There’s danger in every aspect of firing, from WARN Act layoffs and exit interviews to constructive discharge and more.
Learn how to fire an employee and sidestep wrongful termination lawsuits, with battle-tested firing procedures, and employment termination letters. At last, you can fire at will!
Q. We recently fired a veteran sales representative on short notice. He still has a new iPad that we purchased to help make sales presentations. We have repeatedly asked him to return the iPad, but he is ignoring our requests. Can we now just deduct the cost from his last paycheck?
Some employees assume that complaining about harassment or discrimination will protect them from being disciplined. They may have heard or read that the fear of a retaliation lawsuit will make employers so gun-shy that they won’t crack down on misbehavior. Don’t let employees handcuff you like that.
Lifeguard Tomas Lopez was perched atop his chair at Hallandale Beach on July 1 when he heard calls for help. He sprinted down the beach, dove into the Atlantic and helped rescue a man who was struggling in the surf. The swimmer survived; the lifeguard’s job did not ...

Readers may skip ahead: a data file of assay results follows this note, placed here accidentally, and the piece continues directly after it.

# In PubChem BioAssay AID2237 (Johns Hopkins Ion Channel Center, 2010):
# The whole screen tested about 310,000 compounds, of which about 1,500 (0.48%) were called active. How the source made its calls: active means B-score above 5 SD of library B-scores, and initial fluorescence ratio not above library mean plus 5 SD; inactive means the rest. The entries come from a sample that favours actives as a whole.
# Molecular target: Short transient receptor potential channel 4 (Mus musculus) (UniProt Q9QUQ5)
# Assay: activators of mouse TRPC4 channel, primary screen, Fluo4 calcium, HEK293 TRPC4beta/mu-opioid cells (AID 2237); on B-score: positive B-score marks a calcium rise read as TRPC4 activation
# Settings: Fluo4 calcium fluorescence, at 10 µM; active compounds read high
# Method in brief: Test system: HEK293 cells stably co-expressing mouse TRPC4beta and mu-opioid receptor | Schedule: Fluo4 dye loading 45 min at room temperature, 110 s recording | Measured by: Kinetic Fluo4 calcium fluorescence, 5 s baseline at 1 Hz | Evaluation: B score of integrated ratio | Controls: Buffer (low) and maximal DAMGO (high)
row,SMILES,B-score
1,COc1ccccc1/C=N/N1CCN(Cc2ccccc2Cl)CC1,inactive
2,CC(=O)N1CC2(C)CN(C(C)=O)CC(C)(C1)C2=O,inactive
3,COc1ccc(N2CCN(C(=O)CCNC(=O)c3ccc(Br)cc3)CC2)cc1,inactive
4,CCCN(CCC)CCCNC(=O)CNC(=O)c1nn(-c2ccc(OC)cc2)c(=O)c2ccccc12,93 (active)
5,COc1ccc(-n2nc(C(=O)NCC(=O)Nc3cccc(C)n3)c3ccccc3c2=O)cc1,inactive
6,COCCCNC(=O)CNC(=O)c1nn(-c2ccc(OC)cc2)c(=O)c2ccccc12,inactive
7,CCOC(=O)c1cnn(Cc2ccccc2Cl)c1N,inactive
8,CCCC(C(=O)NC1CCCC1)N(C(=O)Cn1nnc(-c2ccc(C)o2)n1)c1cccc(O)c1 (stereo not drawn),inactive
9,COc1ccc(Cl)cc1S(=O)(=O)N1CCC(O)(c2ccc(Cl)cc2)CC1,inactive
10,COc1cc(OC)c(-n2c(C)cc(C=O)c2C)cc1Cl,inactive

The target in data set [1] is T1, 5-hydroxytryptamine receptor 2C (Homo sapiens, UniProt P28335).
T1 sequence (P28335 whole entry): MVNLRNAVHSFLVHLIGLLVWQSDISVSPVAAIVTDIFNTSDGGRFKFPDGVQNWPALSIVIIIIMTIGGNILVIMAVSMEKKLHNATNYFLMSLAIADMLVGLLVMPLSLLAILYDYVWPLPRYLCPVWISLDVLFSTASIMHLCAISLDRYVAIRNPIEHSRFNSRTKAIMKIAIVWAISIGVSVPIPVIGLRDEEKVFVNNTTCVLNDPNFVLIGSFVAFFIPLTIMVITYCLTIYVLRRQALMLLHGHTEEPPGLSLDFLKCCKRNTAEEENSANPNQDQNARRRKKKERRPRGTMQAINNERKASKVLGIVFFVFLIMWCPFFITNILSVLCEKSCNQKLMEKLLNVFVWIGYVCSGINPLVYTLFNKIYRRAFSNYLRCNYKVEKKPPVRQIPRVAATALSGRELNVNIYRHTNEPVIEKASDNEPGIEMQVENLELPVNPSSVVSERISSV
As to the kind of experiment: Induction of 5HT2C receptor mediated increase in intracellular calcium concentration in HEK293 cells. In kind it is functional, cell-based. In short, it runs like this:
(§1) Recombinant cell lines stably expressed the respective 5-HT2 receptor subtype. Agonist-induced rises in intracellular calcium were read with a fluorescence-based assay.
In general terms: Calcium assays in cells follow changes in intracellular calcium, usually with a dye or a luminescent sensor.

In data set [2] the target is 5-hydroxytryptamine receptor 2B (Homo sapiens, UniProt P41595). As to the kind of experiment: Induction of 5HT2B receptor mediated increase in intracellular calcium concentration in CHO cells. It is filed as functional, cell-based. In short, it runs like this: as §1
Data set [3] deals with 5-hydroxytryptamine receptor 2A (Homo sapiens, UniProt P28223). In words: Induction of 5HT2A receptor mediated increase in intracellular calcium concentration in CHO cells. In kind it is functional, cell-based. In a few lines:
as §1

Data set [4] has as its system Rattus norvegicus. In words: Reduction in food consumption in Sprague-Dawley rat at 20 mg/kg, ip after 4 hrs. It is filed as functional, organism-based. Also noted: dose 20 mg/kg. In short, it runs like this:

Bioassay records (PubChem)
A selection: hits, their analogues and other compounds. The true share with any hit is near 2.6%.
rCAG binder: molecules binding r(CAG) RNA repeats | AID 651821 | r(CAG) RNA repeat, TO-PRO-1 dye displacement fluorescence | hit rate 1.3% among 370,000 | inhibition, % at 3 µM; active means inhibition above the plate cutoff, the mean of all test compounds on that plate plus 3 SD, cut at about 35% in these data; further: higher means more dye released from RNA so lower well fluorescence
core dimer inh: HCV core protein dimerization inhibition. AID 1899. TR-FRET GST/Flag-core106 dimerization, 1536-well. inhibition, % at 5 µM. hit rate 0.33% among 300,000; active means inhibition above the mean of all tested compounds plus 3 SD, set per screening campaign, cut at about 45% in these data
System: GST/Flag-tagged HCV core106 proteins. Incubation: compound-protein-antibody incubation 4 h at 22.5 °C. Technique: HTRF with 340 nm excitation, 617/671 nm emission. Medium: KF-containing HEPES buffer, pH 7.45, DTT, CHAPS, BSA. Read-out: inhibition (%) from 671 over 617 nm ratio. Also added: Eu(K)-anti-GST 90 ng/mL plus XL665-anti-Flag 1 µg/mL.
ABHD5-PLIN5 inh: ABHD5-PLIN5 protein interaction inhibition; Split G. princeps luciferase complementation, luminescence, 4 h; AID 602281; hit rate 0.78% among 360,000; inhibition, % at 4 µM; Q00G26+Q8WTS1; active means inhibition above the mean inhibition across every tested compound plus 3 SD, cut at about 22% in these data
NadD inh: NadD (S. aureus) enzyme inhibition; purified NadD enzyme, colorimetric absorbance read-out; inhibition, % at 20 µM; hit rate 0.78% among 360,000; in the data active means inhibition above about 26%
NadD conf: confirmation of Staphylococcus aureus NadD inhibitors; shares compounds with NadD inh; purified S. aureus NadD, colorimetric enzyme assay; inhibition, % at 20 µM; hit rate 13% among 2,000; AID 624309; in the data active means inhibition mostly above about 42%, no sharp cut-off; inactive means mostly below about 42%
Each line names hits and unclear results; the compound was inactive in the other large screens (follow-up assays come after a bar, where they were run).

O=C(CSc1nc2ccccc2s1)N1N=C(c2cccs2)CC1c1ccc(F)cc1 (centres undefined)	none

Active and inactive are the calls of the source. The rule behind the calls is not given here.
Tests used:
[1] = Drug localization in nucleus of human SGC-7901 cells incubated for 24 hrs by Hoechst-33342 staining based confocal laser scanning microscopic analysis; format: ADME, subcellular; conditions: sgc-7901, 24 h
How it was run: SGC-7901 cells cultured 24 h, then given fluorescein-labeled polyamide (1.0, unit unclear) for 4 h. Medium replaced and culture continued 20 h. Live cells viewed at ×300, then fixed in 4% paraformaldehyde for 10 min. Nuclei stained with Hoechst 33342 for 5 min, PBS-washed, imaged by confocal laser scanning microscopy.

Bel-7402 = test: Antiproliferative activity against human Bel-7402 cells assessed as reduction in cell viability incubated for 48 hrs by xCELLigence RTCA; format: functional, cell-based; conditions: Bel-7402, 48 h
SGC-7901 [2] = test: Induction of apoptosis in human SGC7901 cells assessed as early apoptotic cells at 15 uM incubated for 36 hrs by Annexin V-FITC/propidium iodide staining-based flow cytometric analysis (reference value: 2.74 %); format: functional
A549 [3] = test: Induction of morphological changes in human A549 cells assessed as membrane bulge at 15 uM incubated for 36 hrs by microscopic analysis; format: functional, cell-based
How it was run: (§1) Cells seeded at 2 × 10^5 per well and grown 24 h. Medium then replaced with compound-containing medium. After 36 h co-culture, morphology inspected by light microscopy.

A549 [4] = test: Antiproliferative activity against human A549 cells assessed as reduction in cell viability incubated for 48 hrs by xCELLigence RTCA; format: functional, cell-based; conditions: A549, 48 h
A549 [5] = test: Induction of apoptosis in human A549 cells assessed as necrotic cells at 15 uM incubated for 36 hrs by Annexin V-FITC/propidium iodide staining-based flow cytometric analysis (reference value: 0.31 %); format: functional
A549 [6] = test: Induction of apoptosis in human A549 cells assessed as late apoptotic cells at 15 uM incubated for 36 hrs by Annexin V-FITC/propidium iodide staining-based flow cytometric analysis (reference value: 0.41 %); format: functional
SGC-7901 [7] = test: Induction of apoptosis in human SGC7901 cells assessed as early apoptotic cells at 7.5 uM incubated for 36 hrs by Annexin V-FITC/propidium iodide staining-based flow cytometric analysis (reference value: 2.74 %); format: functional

Smart employers have policies that require supervisors to document all discipline. That documentation can come in handy if a discharged employee decides to sue. The fact is, employers usually win lawsuits if they show they had a legitimate reason for an employment decision.
Employees are supposed to get FMLA certifications back to their employers within 15 days. But it’s not a good idea to terminate an employee simply because you didn’t receive the paperwork on time. The FMLA regulations include an out for employees who miss the deadline for reasons beyond their control.
Employers experiencing economic difficulties can cut positions if need be and not worry that it cost the job of an employee who was out on maternity leave. But beware! If the decision to cut the employee was based on her having taken leave, she can sue.
Do you have a zero-tolerance policy for workplace violence? That doesn’t mean you have to fire everyone who violates the letter of the rule. You can use some discretion, as long as you document why.
There are some things employers just can’t do, no matter what a senior manager may want. For example, you can’t punish a good employee for pointing out potential legal violations.
Here’s an important reminder for supervisors: Details count at evaluation time, especially if poor performance will lead to a performance improvement plan or even discharge.
Are you frustrated with an employee who seems to never get the job done right? Before you terminate her, give her plenty of opportunity to improve. Show her what she is supposed to do and document when she doesn’t.